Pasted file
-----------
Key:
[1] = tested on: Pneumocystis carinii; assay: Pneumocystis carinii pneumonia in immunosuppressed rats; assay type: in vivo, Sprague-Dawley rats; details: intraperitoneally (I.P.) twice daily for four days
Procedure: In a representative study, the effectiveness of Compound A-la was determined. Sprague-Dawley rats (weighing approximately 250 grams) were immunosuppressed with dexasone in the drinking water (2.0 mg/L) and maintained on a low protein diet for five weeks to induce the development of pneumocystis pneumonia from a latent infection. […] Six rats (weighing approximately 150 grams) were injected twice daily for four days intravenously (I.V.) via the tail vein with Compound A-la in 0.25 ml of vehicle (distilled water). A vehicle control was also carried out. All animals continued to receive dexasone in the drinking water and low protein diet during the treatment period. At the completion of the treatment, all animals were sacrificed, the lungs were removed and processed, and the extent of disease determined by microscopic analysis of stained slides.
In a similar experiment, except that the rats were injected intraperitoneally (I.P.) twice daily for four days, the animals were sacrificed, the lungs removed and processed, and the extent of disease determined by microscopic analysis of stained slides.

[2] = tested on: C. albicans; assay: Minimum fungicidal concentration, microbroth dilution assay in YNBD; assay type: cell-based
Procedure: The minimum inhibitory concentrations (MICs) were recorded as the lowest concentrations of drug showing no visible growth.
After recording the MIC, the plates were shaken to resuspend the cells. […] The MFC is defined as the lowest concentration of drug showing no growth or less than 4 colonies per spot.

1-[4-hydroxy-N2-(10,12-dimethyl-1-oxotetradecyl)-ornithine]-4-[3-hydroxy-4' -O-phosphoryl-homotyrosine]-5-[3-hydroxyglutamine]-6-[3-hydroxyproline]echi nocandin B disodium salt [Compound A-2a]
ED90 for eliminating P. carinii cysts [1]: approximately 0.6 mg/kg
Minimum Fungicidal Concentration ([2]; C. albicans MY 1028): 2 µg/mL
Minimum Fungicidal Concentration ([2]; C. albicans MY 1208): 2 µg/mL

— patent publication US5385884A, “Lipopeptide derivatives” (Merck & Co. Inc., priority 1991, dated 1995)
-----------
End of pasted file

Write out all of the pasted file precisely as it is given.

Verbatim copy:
Key:
[1] = tested on: Pneumocystis carinii; assay: Pneumocystis carinii pneumonia in immunosuppressed rats; assay type: in vivo, Sprague-Dawley rats; details: intraperitoneally (I.P.) twice daily for four days
Procedure: In a representative study, the effectiveness of Compound A-la was determined. Sprague-Dawley rats (weighing approximately 250 grams) were immunosuppressed with dexasone in the drinking water (2.0 mg/L) and maintained on a low protein diet for five weeks to induce the development of pneumocystis pneumonia from a latent infection. […] Six rats (weighing approximately 150 grams) were injected twice daily for four days intravenously (I.V.) via the tail vein with Compound A-la in 0.25 ml of vehicle (distilled water). A vehicle control was also carried out. All animals continued to receive dexasone in the drinking water and low protein diet during the treatment period. At the completion of the treatment, all animals were sacrificed, the lungs were removed and processed, and the extent of disease determined by microscopic analysis of stained slides.
In a similar experiment, except that the rats were injected intraperitoneally (I.P.) twice daily for four days, the animals were sacrificed, the lungs removed and processed, and the extent of disease determined by microscopic analysis of stained slides.

[2] = tested on: C. albicans; assay: Minimum fungicidal concentration, microbroth dilution assay in YNBD; assay type: cell-based
Procedure: The minimum inhibitory concentrations (MICs) were recorded as the lowest concentrations of drug showing no visible growth.
After recording the MIC, the plates were shaken to resuspend the cells. […] The MFC is defined as the lowest concentration of drug showing no growth or less than 4 colonies per spot.

1-[4-hydroxy-N2-(10,12-dimethyl-1-oxotetradecyl)-ornithine]-4-[3-hydroxy-4' -O-phosphoryl-homotyrosine]-5-[3-hydroxyglutamine]-6-[3-hydroxyproline]echi nocandin B disodium salt [Compound A-2a]
ED90 for eliminating P. carinii cysts [1]: approximately 0.6 mg/kg
Minimum Fungicidal Concentration ([2]; C. albicans MY 1028): 2 µg/mL
Minimum Fungicidal Concentration ([2]; C. albicans MY 1208): 2 µg/mL

— patent publication US5385884A, “Lipopeptide derivatives” (Merck & Co. Inc., priority 1991, dated 1995)